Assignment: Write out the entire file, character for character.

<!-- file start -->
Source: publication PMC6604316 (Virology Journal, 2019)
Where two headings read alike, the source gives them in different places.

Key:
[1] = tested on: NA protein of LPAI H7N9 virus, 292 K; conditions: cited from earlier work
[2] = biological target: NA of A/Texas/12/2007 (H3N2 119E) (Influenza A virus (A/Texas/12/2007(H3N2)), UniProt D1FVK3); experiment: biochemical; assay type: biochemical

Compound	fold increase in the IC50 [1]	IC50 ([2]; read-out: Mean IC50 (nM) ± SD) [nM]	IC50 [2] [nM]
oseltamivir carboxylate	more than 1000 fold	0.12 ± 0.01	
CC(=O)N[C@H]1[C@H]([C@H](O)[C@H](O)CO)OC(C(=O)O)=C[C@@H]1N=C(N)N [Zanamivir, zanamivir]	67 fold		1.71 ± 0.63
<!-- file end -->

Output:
Source: publication PMC6604316 (Virology Journal, 2019)
Where two headings read alike, the source gives them in different places.

Key:
[1] = tested on: NA protein of LPAI H7N9 virus, 292 K; conditions: cited from earlier work
[2] = biological target: NA of A/Texas/12/2007 (H3N2 119E) (Influenza A virus (A/Texas/12/2007(H3N2)), UniProt D1FVK3); experiment: biochemical; assay type: biochemical

Compound	fold increase in the IC50 [1]	IC50 ([2]; read-out: Mean IC50 (nM) ± SD) [nM]	IC50 [2] [nM]
oseltamivir carboxylate	more than 1000 fold	0.12 ± 0.01	
CC(=O)N[C@H]1[C@H]([C@H](O)[C@H](O)CO)OC(C(=O)O)=C[C@@H]1N=C(N)N [Zanamivir, zanamivir]	67 fold		1.71 ± 0.63